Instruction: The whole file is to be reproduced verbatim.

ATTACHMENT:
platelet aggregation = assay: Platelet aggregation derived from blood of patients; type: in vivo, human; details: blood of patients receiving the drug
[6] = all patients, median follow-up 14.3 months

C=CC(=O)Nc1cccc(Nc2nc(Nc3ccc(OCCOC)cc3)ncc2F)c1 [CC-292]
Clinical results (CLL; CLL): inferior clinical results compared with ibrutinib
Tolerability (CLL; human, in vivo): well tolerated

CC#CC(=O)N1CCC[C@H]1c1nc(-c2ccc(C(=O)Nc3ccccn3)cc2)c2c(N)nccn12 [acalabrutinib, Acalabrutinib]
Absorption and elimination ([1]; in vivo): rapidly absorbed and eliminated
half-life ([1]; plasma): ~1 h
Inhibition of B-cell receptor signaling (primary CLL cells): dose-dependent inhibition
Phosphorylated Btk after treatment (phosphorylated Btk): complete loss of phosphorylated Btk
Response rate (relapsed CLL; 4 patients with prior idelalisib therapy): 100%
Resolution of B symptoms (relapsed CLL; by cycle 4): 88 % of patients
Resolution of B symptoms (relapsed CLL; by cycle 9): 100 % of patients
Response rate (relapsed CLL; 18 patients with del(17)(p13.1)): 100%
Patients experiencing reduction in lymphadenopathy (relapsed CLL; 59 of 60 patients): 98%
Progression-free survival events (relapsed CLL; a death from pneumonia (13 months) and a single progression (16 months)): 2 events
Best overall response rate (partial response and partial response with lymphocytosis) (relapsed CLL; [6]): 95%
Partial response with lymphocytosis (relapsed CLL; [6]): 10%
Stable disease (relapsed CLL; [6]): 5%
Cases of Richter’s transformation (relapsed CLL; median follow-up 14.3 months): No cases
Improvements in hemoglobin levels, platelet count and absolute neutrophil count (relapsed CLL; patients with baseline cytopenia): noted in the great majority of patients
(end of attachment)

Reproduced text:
platelet aggregation = assay: Platelet aggregation derived from blood of patients; type: in vivo, human; details: blood of patients receiving the drug
[6] = all patients, median follow-up 14.3 months

C=CC(=O)Nc1cccc(Nc2nc(Nc3ccc(OCCOC)cc3)ncc2F)c1 [CC-292]
Clinical results (CLL; CLL): inferior clinical results compared with ibrutinib
Tolerability (CLL; human, in vivo): well tolerated

CC#CC(=O)N1CCC[C@H]1c1nc(-c2ccc(C(=O)Nc3ccccn3)cc2)c2c(N)nccn12 [acalabrutinib, Acalabrutinib]
Absorption and elimination ([1]; in vivo): rapidly absorbed and eliminated
half-life ([1]; plasma): ~1 h
Inhibition of B-cell receptor signaling (primary CLL cells): dose-dependent inhibition
Phosphorylated Btk after treatment (phosphorylated Btk): complete loss of phosphorylated Btk
Response rate (relapsed CLL; 4 patients with prior idelalisib therapy): 100%
Resolution of B symptoms (relapsed CLL; by cycle 4): 88 % of patients
Resolution of B symptoms (relapsed CLL; by cycle 9): 100 % of patients
Response rate (relapsed CLL; 18 patients with del(17)(p13.1)): 100%
Patients experiencing reduction in lymphadenopathy (relapsed CLL; 59 of 60 patients): 98%
Progression-free survival events (relapsed CLL; a death from pneumonia (13 months) and a single progression (16 months)): 2 events
Best overall response rate (partial response and partial response with lymphocytosis) (relapsed CLL; [6]): 95%
Partial response with lymphocytosis (relapsed CLL; [6]): 10%
Stable disease (relapsed CLL; [6]): 5%
Cases of Richter’s transformation (relapsed CLL; median follow-up 14.3 months): No cases
Improvements in hemoglobin levels, platelet count and absolute neutrophil count (relapsed CLL; patients with baseline cytopenia): noted in the great majority of patients